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Spillover Effects of Chinese Stock Markets

  • Ginny ju-ann Yang

    ()

    (Department of Money and Banking, National Kaohsiung First University of Science and Technology)

  • Koyin Chang

    ()

    (Department of Healthcare Information and Management, Ming Chuan University)

  • Yung-Hsiang Ying

    ()

    (Undergraduate Program of Business Administration, National Taiwan Normal University)

  • Chen-hsun Lee

    ()

    (Department of Money and Banking, National Kaohsiung First University of Science and Technology)

Registered author(s):

    This study utilized the cross-sectional independence test established by Pesaran (2004) to identify the existence of common factors in stock markets functioning in Chinese regions. The volatility spillover test of Hafner and Herwartz (2006) based on the Lagrange multiplier (LM) principle was also adapted to test for non-causality in the variance of stock indexes of Chinese stock markets. Our results show that cross-sectional interdependence is apparent in Chinese stock markets; however, only stock markets with higher market values, such as those in Shanghai and Hong Kong, have influence on the Taiwan stock market.

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    File URL: http://www.accessecon.com/Pubs/EB/2014/Volume34/EB-14-V34-I1-P21.pdf
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    Article provided by AccessEcon in its journal Economics Bulletin.

    Volume (Year): 34 (2014)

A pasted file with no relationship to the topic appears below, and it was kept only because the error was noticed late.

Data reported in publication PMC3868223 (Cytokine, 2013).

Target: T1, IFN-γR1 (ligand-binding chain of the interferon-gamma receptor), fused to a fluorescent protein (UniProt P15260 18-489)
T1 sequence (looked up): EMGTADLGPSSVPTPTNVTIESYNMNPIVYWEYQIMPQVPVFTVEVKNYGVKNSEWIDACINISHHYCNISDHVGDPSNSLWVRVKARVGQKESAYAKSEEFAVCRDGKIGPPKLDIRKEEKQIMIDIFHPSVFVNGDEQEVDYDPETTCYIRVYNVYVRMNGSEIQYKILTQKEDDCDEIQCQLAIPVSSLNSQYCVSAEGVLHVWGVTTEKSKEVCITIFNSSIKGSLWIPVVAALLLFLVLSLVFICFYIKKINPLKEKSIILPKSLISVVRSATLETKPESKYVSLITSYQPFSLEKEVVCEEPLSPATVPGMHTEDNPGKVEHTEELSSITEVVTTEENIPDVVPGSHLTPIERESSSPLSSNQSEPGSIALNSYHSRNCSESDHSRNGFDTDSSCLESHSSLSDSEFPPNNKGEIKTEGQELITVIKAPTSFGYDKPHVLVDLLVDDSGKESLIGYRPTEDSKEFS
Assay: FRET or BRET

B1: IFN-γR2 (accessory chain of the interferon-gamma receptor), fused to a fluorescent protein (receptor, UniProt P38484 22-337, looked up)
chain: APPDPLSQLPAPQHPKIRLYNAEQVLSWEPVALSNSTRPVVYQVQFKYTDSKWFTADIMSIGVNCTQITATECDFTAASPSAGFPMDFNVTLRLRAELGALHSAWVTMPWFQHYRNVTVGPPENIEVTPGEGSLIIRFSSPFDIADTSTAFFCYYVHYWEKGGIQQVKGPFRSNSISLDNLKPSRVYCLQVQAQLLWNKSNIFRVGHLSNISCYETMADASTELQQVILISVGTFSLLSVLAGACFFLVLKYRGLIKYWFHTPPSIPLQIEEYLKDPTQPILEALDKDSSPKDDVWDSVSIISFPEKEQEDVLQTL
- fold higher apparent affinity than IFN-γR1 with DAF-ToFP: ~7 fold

Issue (Month): 1 ()
    Pages: 200-205

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    Handle: RePEc:ebl:ecbull:eb-13-00476
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    1. Hamao, Yasushi & Masulis, Ronald W & Ng, Victor, 1990. "Correlations in Price Changes and Volatility across International Stock Markets," Review of Financial Studies, Society for Financial Studies, vol. 3(2), pages 281-307.
    2. Engle, Robert F & Ito, Takatoshi & Lin, Wen-Ling, 1990. "Meteor Showers or Heat Waves? Heteroskedastic Intra-daily Volatility in the Foreign Exchange Market," Econometrica, Econometric Society, vol. 58(3), pages 525-42, May.
    3. Angelos Kanas, 2002. "Mean and Variance Causality between Official and Parallel Currency Markets: Evidence from Four Latin American Countries," The Financial Review, Eastern Finance Association, vol. 37(2), pages 137-163, 05.
    4. Lundbergh, Stefan & Terasvirta, Timo, 2002. "Evaluating GARCH models," Journal of Econometrics, Elsevier, vol. 110(2), pages 417-435, October.
    5. Hafner, Christian M. & Herwartz, Helmut, 2006. "Volatility impulse responses for multivariate GARCH models: An exchange rate illustration," Journal of International Money and Finance, Elsevier, vol. 25(5), pages 719-740, August.
    6. King, Mervyn A & Wadhwani, Sushil, 1990. "Transmission of Volatility between Stock Markets," Review of Financial Studies, Society for Financial Studies, vol. 3(1), pages 5-33.
    7. Granger, C. W. J. & Newbold, P., 1974. "Spurious regressions in econometrics," Journal of Econometrics, Elsevier, vol. 2(2), pages 111-120, July.
    8. Granger, C W J, 1969. "Investigating Causal Relations by Econometric Models and Cross-Spectral Methods," Econometrica, Econometric Society, vol. 37(3), pages 424-38, July.
    9. Hong, Yongmiao, 2001. "A test for volatility spillover with application to exchange rates," Journal of Econometrics, Elsevier, vol. 103(1-2), pages 183-224, July.
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